A partnership between analytics leader SAS and Boragen, Inc., a world-leading boron-based discovery platform company, combines crop science and data science to better protect crops. "With global population growth threatening to outpace food production, SAS and Boragen will pursue breakthrough crop protection research, helping more food make it from the field to the table," the company says. 

AI speeds testing of new crop protection products

Boragen is a pioneer in using the element boron to create new molecules that fight plant disease and protect crops. But getting a new compound from the lab to the field is time-consuming and expensive, involving several phases of testing.

"The first joint project between SAS and Boragen shows remarkable promise in speeding up this process," they say. "By applying SASĀ® artificial intelligence and machine learning technologies to Boragen data, researchers can better predict which products will be more effective and should be moved to the next testing phase, and which can be abandoned, generating greater time and cost savings. Scientists spend less time screening products in lab and greenhouse settings, moving the most promising products into field testing quicker and shortening development times."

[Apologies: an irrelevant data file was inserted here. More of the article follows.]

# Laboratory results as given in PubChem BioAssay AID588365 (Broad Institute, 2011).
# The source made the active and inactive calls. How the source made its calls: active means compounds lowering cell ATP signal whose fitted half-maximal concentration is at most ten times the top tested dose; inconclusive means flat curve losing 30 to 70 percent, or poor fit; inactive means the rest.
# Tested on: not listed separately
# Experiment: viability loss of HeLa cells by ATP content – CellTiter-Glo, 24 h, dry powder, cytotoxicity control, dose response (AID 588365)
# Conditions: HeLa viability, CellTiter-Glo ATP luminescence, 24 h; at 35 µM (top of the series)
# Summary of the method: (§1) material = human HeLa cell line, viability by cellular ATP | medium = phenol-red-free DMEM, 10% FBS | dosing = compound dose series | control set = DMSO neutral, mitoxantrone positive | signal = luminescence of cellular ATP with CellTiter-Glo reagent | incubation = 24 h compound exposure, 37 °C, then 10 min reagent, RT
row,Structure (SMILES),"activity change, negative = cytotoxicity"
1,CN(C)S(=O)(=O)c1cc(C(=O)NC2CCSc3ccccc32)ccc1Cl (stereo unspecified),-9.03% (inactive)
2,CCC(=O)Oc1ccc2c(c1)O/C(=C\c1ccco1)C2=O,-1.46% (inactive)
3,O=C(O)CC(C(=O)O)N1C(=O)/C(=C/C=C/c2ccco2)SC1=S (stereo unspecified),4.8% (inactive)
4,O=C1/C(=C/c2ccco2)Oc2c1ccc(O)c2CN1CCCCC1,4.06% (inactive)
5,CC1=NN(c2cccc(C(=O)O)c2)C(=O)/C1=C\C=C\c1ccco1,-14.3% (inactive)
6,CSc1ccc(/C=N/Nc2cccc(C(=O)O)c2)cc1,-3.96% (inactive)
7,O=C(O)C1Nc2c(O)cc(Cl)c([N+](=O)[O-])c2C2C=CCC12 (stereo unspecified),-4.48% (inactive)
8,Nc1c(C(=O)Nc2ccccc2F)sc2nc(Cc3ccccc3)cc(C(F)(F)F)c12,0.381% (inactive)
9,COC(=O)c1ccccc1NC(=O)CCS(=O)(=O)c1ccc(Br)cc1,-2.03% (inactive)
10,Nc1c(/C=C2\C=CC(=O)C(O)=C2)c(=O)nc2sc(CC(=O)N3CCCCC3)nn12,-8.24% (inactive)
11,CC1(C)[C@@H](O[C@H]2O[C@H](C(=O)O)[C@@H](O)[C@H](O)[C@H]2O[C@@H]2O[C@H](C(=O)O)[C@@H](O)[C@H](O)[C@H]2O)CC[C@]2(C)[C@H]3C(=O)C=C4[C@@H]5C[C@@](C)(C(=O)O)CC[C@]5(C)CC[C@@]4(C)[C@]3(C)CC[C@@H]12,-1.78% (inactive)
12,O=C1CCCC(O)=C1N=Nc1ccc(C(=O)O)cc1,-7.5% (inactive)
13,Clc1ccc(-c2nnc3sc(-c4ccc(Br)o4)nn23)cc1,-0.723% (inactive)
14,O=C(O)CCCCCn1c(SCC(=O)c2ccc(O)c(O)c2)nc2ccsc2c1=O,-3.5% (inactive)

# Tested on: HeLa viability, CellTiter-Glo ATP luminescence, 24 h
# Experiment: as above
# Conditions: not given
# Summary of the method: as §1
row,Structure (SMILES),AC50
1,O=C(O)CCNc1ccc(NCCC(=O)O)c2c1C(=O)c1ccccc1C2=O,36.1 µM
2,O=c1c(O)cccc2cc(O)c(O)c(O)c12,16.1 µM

A local partnership with global priorities
The testing advances are made possible by data generated by the Boragen R&D team, which works closely with SAS agriculture technology experts.

SAS has its roots in agriculture. The company's first project was analyzing agricultural data more than 40 years ago. Last year, SAS established a new AgTech business unit which partners with emerging companies, including those in its North Carolina backyard.

"We search for partners who can help meet the challenge of feeding 10 billion people by 2050," said Paula Henderson, Senior Vice President for the US Commercial and Public Sector at SAS. "Boragen shares our commitment to transforming agriculture through research and technology, and we are excited to apply joint innovations to improve crop protection and boost food production."

SAS will also support Boragen's research into sustainable "bi-functional" products that effectively control pesky crop diseases and subsequently degrade into beneficial byproducts that improve crop health.

"We have already seen biological evidence of such bi-functional products being achievable, and sophisticated data analytics will be critical in guiding our research into this promising frontier," said Boragen Chief Scientific Officer and co-founder Dr. Tony Liu. 

"By applying SAS agriculture analytics and machine learning, Boragen can access another layer of inferences and insights into data sets, which further bolsters the novelty, efficacy and safety of the boron-based crop protection pipeline."